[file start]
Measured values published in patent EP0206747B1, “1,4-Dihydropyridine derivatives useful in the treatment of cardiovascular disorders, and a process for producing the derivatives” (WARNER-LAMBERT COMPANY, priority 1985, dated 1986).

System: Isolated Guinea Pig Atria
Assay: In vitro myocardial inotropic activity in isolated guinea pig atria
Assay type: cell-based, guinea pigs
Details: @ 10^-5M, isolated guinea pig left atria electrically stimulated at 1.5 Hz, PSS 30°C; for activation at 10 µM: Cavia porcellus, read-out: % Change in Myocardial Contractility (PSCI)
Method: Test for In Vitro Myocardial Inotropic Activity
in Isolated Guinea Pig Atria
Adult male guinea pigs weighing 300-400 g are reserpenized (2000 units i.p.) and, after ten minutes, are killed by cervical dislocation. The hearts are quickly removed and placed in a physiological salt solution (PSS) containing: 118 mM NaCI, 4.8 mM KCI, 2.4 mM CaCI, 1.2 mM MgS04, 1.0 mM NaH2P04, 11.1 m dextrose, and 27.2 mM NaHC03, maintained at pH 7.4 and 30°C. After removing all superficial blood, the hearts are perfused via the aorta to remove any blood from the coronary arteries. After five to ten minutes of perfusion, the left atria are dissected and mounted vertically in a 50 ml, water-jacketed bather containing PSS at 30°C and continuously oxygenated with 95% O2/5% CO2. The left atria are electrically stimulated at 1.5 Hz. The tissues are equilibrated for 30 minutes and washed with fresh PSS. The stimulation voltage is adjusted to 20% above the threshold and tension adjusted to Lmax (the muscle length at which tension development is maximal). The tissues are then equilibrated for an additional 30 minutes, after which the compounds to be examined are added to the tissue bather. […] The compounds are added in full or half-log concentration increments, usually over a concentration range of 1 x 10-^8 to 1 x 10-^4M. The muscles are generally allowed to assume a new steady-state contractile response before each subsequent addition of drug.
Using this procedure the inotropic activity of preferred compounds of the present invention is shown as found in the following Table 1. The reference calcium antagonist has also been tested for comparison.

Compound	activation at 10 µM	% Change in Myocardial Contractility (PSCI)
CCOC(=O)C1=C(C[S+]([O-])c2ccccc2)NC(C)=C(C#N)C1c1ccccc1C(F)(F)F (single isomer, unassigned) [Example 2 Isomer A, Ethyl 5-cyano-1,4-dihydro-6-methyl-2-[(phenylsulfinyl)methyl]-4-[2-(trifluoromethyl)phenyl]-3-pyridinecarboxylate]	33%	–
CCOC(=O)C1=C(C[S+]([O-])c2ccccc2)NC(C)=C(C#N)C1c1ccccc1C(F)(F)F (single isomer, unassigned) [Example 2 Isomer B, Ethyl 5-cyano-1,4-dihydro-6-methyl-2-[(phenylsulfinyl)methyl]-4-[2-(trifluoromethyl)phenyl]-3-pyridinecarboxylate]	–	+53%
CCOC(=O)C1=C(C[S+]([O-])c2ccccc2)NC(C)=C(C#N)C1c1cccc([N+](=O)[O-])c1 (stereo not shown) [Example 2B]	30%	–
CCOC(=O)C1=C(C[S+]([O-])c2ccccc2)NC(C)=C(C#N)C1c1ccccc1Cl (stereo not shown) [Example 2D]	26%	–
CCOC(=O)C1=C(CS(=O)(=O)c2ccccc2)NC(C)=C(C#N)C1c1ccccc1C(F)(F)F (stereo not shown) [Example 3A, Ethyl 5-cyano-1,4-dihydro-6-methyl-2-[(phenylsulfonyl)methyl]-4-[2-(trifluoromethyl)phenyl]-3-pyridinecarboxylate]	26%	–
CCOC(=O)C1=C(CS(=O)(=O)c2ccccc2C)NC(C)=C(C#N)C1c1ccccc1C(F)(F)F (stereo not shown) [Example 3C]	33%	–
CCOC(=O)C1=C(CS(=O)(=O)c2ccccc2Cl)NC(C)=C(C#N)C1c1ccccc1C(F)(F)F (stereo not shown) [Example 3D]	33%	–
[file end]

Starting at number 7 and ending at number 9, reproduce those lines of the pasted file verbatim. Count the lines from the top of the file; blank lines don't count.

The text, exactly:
in Isolated Guinea Pig Atria
Adult male guinea pigs weighing 300-400 g are reserpenized (2000 units i.p.) and, after ten minutes, are killed by cervical dislocation. The hearts are quickly removed and placed in a physiological salt solution (PSS) containing: 118 mM NaCI, 4.8 mM KCI, 2.4 mM CaCI, 1.2 mM MgS04, 1.0 mM NaH2P04, 11.1 m dextrose, and 27.2 mM NaHC03, maintained at pH 7.4 and 30°C. After removing all superficial blood, the hearts are perfused via the aorta to remove any blood from the coronary arteries. After five to ten minutes of perfusion, the left atria are dissected and mounted vertically in a 50 ml, water-jacketed bather containing PSS at 30°C and continuously oxygenated with 95% O2/5% CO2. The left atria are electrically stimulated at 1.5 Hz. The tissues are equilibrated for 30 minutes and washed with fresh PSS. The stimulation voltage is adjusted to 20% above the threshold and tension adjusted to Lmax (the muscle length at which tension development is maximal). The tissues are then equilibrated for an additional 30 minutes, after which the compounds to be examined are added to the tissue bather. […] The compounds are added in full or half-log concentration increments, usually over a concentration range of 1 x 10-^8 to 1 x 10-^4M. The muscles are generally allowed to assume a new steady-state contractile response before each subsequent addition of drug.
Using this procedure the inotropic activity of preferred compounds of the present invention is shown as found in the following Table 1. The reference calcium antagonist has also been tested for comparison.